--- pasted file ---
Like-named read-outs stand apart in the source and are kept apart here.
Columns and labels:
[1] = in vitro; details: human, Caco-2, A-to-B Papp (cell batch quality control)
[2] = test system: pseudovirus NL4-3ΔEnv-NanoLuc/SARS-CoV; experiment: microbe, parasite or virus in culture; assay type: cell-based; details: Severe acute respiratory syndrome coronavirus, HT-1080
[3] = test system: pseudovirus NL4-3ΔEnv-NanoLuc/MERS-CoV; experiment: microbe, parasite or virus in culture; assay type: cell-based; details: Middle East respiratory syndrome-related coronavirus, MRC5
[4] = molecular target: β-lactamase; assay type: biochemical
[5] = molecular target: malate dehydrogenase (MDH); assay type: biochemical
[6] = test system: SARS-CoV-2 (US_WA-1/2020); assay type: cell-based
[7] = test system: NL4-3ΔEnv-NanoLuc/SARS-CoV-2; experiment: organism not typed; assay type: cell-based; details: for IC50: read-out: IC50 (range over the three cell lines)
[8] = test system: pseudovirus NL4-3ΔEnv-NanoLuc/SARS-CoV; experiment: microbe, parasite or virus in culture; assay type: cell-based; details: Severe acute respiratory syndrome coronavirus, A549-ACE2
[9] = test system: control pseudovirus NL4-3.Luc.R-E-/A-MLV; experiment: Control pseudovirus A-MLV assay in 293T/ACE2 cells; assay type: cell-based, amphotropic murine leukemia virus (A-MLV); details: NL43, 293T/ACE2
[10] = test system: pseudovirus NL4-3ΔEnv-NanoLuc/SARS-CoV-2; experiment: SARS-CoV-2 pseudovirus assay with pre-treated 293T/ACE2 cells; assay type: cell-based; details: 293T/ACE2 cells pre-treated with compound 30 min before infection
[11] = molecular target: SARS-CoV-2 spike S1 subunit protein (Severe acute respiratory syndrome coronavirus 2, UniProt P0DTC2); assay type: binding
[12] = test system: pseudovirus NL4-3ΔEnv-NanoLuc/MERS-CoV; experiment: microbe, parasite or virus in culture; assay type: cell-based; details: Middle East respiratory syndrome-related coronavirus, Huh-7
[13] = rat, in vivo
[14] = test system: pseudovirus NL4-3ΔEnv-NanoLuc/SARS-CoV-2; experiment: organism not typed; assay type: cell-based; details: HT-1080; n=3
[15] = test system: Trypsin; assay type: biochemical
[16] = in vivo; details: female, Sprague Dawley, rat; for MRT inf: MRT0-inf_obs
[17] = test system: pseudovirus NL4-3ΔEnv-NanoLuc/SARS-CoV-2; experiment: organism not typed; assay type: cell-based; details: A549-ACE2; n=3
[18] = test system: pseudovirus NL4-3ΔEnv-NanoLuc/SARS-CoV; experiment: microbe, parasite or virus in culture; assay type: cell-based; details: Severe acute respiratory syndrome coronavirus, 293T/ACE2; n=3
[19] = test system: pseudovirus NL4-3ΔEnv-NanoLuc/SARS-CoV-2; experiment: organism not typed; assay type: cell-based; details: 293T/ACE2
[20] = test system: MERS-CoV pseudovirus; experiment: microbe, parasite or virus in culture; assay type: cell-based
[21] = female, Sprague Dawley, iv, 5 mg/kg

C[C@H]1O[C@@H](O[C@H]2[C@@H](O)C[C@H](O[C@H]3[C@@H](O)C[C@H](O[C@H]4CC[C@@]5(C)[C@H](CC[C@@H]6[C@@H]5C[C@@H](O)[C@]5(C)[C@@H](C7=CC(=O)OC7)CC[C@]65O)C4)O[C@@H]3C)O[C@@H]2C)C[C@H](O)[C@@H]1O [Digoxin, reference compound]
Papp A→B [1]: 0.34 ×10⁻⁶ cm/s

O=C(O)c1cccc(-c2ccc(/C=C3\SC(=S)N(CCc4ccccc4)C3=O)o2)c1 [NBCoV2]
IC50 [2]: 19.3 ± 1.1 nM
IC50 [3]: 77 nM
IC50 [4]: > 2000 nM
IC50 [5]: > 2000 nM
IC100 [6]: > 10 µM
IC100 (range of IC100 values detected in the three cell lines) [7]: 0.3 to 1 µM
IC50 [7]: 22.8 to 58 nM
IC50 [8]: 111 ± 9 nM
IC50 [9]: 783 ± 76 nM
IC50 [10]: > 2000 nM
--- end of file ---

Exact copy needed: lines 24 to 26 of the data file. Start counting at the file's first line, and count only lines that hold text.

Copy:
C[C@H]1O[C@@H](O[C@H]2[C@@H](O)C[C@H](O[C@H]3[C@@H](O)C[C@H](O[C@H]4CC[C@@]5(C)[C@H](CC[C@@H]6[C@@H]5C[C@@H](O)[C@]5(C)[C@@H](C7=CC(=O)OC7)CC[C@]65O)C4)O[C@@H]3C)O[C@@H]2C)C[C@H](O)[C@@H]1O [Digoxin, reference compound]
Papp A→B [1]: 0.34 ×10⁻⁶ cm/s

O=C(O)c1cccc(-c2ccc(/C=C3\SC(=S)N(CCc4ccccc4)C3=O)o2)c1 [NBCoV2]